Division II: Glaciers and Ice Sheets
Division Head: Liss M. Andreassen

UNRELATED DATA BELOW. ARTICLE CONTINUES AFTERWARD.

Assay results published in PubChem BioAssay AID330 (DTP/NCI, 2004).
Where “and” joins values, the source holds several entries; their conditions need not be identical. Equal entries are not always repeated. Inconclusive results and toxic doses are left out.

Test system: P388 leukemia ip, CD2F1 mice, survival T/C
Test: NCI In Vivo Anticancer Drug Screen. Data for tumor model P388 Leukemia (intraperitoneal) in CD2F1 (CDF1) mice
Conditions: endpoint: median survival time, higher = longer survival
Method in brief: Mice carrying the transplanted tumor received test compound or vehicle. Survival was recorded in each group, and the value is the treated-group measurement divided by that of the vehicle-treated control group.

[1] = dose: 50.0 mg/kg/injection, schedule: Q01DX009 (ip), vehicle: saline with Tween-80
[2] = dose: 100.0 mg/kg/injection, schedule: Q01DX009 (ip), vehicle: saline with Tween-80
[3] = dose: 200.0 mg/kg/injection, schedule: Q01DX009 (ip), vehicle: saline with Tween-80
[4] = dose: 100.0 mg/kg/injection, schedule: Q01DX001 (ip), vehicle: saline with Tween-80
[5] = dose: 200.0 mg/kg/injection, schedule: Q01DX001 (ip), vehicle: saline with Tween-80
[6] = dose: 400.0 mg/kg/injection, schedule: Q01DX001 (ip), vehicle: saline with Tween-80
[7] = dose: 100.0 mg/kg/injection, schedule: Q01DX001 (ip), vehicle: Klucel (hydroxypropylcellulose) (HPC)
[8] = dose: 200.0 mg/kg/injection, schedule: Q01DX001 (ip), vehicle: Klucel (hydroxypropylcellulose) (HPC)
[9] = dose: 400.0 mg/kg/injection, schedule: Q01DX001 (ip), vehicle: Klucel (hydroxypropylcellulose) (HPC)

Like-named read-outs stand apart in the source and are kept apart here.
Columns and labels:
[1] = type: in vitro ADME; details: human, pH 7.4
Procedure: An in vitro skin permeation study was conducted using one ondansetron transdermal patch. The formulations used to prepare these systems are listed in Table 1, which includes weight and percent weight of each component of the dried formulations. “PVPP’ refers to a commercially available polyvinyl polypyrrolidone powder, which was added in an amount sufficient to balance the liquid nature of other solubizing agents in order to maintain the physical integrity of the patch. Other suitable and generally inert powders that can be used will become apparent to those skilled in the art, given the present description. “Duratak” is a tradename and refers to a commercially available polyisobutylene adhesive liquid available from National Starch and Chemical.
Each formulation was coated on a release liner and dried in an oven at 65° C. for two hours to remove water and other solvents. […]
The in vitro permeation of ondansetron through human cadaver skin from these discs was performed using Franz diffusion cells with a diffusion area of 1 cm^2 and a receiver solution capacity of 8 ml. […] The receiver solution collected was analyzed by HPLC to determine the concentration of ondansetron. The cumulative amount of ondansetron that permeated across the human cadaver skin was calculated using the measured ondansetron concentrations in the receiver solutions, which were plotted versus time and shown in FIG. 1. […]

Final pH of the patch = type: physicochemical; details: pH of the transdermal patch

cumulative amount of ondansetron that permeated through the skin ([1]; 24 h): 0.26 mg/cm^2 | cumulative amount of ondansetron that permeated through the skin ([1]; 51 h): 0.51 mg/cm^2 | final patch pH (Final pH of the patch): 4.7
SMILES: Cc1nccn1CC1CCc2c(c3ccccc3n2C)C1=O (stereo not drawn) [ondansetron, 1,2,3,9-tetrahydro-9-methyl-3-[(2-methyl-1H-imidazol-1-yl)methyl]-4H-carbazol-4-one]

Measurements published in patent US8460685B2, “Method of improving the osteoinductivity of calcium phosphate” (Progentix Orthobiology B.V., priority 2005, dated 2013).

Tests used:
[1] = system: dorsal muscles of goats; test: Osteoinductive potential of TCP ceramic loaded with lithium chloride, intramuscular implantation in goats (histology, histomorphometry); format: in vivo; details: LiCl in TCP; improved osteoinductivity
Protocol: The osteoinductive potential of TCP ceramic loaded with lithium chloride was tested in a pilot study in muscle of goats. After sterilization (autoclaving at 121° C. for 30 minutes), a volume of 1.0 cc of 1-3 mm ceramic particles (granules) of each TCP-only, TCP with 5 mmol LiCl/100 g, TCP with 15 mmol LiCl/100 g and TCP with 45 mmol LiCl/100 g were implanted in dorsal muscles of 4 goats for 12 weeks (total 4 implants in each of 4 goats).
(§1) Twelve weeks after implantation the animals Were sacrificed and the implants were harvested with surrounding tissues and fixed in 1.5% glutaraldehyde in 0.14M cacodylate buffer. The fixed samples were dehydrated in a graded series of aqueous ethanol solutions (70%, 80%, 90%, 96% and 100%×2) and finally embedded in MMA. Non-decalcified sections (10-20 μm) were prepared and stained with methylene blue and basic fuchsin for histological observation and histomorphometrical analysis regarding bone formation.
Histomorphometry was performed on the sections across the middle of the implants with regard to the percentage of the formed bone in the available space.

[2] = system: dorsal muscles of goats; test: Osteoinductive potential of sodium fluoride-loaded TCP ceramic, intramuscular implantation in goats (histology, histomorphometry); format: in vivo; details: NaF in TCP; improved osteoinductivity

Ice sheets, mountain glaciers, ice caps and other perennial ice masses form an important part of the hydrological cycle, and have a major influence on global sea level. The impact of variations in melt-water discharge from mountain glaciers affects down-stream domestic water supply, irrigation, and hydro power production. In the arid high mountain ranges of central Asia, glacier runoff can be the sole source of water for communities, which are particularly vulnerable to impacts from retreating glaciers. The Division on Glaciers and Ice sheets aims to further the scientific objectives of the Association through co-ordination of scientific research, organisation of scientific meetings, and promotion of the exchange of information and data in the field of ice sheet and glacier research. This includes a focus on measurements and modelling to better constrain the past, present and future sea level contribution from the large ice sheets in Greenland and Antarctica, and from ice caps and glaciers peripheral to the ice sheets, and in other parts of the world. Glaciological field and satellite measurements of glacier fluctuations and mass change are systematically collected and archived by the World Glacier Monitoring Service (WGMS), National Snow and Ice Data Center (NSIDC) and Global Land Ice Measurement from Space (GLIMS) project. These efforts are coordinated via the overarching Global Terrestrial Network for Glaciers (GTN-G) which is advised by a Standing Group chaired (ex-officio) by the head of this IACS Division. Currently relevant research topics for this Division include new techniques of glaciological field and satellite observations, such as gravity variations due to ice mass changes, glacier and ice sheet mapping from space, determination of surface melt extent from optical and micro wave sensors, the use of automatic weather stations for remote meteorological measurements, and ice velocity measurement from InSAR. There is also a focus on basic ice dynamic processes which are not fully understood at the level required to accurately predict the response of ice sheets and mountain glaciers to climate change. Physical processes of relevance include measurement and modeling of iceberg calving, basal conditions, ice stream and ice shelf dynamics, surge behavior and ice sheet-ocean interactions.